12 Ways to Stay Motivated to Achieve Your Writing Goals

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Let’s be honest: Life is very challenging right now.

We’re all living under the cloud of this pandemic. Some of you have lost your jobs. Some of you can’t work as a nurse right now because of your own medical frailty – or that of someone who lives with you.

People are facing evictions, utility shut-offs, and having to school their children at home. Not to mention cohabitating 24 hours a day with a spouse as you both try to work from home.

Can you say “stressed”??

During these types of challenging times, it’s easy to lose focus on our larger goals. What seemed important at holiday time last year may now feel frivolous. 

Believe me, this affects me, too.

Although I haven’t experienced nearly the same level of stress that many of you have, I nonetheless feel…constrained. Suffocating, almost. I worry that I, too, could lose my livelihood at any moment. I used to write for the joy of it, and now I feel like I’m writing for my life sometimes.

And yet…

Despite all of this, I launched the RN2writer website, workshop, and (soon) coaching. It has taken a monumental effort on my part to design all of the moving parts involved and coordinate them.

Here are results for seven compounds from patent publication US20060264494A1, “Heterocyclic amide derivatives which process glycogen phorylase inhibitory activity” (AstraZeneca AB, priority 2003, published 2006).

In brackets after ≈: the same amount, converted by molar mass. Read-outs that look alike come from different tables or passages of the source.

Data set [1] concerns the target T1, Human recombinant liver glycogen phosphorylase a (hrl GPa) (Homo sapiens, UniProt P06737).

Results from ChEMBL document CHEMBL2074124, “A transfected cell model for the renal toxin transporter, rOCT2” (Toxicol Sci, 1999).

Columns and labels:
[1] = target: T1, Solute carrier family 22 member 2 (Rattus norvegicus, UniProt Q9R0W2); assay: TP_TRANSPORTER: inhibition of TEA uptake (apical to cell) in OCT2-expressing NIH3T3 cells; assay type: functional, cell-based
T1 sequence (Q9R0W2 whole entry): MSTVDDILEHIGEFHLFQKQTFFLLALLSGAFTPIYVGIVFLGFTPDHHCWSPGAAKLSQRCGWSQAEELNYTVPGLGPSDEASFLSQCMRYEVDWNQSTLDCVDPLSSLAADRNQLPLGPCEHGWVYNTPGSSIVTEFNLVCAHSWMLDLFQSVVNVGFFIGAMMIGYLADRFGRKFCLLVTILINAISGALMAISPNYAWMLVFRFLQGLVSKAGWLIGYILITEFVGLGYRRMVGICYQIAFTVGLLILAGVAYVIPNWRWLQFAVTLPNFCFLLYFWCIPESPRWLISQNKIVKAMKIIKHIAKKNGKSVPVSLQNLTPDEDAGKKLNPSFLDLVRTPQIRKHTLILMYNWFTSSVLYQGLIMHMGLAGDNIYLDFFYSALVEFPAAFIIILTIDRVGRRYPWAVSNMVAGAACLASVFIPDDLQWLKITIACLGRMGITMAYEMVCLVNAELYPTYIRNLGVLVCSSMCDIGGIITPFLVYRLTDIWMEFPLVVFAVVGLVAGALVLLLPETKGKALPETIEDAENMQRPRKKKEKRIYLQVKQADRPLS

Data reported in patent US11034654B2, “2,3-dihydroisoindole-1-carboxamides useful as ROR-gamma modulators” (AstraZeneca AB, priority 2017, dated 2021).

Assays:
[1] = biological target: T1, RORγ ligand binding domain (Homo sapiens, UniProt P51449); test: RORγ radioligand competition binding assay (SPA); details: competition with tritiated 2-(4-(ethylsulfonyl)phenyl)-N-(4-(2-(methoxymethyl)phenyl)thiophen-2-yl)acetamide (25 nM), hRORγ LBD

Huge shout-out to my assistant, Erin, whose organizational skills really are the secret that have made all this possible.

Some people ask me where I find the motivation to continue not just working but achieving new things during this awful time we’re living through.

Well, one answer is that I practice good motivational habits.

You can do the same thing – to achieve your writing goals or anything else.

But what works for me won’t necessarily work for you, because the key to staying motivated lies in knowing yourself: what inspires you to act, what demotivates you, what irresistible force drives you.

Only you can answer those questions.

To help you find the motivation to achieve your writing goals – or anything else – I’ve put together this list of 12 strategies I’ve used (or currently use) to maintain my own motivation.

1. Find your WHY

I can’t emphasize this enough. If you aren’t crystal clear on WHY you want to become a writer, then it will never happen.

2. Find your motivational triggers

This is closely related to #1. Be perfectly candid with yourself about what truly motivates you in life. Is it money? Is it how others perceive you? Is it leisure time for yourself? When you figure out your motivational triggers, then you can use them to drive your writing career forward.

3. Make sure you’re not chasing someone else’s goal

I’ve known med school students who became MDs simply because their parents wanted them to. Once they had their degree, they left medicine to pursue their true passion. Don’t allow other people’s goals become your own. Make sure the goal you’re pursuing really is the one YOU want.

4. Picture yourself as a successful writer